Control of Eutypa Dieback of Grapes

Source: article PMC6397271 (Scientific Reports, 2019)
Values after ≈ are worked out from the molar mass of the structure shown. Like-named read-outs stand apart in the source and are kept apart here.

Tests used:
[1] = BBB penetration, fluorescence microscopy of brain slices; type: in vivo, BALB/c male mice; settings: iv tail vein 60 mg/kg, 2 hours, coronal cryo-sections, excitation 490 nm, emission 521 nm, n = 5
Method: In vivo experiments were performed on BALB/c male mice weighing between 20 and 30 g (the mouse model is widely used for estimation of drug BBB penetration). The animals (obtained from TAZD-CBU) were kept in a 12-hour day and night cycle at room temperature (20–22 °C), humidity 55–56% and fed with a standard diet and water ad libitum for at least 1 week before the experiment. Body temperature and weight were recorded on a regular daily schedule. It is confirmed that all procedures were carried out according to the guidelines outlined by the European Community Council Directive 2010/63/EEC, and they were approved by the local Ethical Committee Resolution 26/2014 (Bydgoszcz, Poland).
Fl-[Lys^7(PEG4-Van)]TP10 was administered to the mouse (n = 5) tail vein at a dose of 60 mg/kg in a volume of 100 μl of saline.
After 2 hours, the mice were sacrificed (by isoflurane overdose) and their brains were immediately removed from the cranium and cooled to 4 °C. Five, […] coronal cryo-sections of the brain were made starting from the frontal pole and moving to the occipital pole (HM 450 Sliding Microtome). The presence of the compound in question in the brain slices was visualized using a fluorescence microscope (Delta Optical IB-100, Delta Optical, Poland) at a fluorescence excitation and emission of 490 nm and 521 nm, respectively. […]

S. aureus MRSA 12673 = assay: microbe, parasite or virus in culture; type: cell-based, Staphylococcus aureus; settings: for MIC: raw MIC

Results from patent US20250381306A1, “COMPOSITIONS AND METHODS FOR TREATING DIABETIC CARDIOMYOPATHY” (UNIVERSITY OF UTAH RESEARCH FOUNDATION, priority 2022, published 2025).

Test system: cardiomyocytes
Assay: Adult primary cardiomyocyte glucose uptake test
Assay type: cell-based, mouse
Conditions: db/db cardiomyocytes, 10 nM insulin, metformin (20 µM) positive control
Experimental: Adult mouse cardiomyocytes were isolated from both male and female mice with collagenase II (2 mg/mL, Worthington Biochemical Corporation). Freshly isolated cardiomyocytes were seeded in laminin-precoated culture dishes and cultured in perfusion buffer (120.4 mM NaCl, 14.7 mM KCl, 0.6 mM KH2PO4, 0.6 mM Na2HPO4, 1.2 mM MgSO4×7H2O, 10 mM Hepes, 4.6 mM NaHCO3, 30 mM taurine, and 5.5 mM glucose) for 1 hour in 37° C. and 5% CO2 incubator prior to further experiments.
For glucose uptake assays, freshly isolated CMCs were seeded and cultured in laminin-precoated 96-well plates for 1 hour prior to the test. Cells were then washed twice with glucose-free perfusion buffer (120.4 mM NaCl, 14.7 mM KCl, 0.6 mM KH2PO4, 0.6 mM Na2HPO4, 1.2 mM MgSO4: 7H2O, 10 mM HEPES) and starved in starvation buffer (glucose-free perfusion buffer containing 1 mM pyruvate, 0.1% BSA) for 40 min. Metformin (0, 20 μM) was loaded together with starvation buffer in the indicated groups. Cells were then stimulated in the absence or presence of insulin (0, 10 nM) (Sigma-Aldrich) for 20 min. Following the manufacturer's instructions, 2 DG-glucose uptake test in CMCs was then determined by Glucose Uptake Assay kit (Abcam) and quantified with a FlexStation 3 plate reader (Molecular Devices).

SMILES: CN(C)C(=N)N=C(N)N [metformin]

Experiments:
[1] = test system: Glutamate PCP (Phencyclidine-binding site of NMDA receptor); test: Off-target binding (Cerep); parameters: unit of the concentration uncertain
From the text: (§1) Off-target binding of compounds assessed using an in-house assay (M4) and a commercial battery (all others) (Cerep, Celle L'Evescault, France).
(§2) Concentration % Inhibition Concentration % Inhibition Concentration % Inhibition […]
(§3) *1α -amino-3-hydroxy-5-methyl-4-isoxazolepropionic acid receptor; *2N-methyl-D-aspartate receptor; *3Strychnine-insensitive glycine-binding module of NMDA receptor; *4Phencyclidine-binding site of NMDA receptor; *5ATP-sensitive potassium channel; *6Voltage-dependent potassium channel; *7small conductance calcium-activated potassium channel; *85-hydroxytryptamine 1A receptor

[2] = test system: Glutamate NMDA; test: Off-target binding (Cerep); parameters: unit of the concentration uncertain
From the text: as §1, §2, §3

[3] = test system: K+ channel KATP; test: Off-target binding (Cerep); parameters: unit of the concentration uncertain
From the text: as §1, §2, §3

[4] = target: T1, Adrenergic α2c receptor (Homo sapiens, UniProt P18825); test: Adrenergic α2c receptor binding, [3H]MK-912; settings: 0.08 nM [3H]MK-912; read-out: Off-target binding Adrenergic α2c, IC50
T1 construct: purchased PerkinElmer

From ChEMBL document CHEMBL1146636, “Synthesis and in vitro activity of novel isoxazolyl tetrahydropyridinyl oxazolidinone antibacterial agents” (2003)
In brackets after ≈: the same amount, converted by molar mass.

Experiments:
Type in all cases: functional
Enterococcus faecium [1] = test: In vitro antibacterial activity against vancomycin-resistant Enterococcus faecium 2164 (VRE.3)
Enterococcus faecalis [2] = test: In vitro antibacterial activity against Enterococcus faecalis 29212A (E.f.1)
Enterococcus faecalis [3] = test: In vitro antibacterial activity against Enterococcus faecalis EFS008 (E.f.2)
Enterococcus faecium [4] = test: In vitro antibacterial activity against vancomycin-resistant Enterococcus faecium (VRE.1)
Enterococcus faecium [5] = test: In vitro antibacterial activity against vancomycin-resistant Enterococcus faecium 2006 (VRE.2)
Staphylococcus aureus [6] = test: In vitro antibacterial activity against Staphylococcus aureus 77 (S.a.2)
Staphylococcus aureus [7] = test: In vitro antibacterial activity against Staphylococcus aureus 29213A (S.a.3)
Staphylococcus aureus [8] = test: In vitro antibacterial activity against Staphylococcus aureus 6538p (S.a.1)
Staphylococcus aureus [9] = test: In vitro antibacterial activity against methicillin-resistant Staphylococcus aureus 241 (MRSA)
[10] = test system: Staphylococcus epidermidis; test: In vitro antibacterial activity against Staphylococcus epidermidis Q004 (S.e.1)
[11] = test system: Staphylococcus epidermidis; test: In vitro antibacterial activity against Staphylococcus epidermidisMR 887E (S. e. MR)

The objective of our research is to find an effective control for Eutypa dieback, caused by the fungus Eutypa lata. This disease is difficult to study, because several years can elapse between the time of infection and the appearance of symptoms. Specific objectives this year were to continue testing efficacy of the fungicides Benlate 50 WP (multiple applications). Rally 40 WP, and Nustar 20 DF, to study colonization of wounds by applied fungi, to determine how the biological control agents inhibit infection by Eutypa, to test the combination of Benlate and Fusarium applied together, and to monitor the natural flora of pruning wounds of grapevines. The fungicide experiments are still in progress, but data obtained thus far indicate that applications of benlate at 1 and 14 days after pruning is more effective than only one application at pruning. The second application appears to protect the wound during the later half of the wound healing process which ultimately protects the plant from infection. Thus far, none of the inoculated vines that recieved two applications of benomyl have become infected with Eutypa. The biological control agents are spore suspensions of the fungi Fusarium, Clado.sporium, Aureobasidium, Trichoderma, and PeniciIlium. Our studies have shown that these fungi can successfully colonize the wound surface when we apply them as spore suspensions. These fungi also are effective in reducing infection by Eutypa, but those studies must be conducted over many years to observe results over a variety of weather conditions Studies on the natural wound colonization showed that numbers of filamentous fungi, yeasts, and bacteria are initially zero, and increase rapidly for 7-14 days after pruning, then remain constant.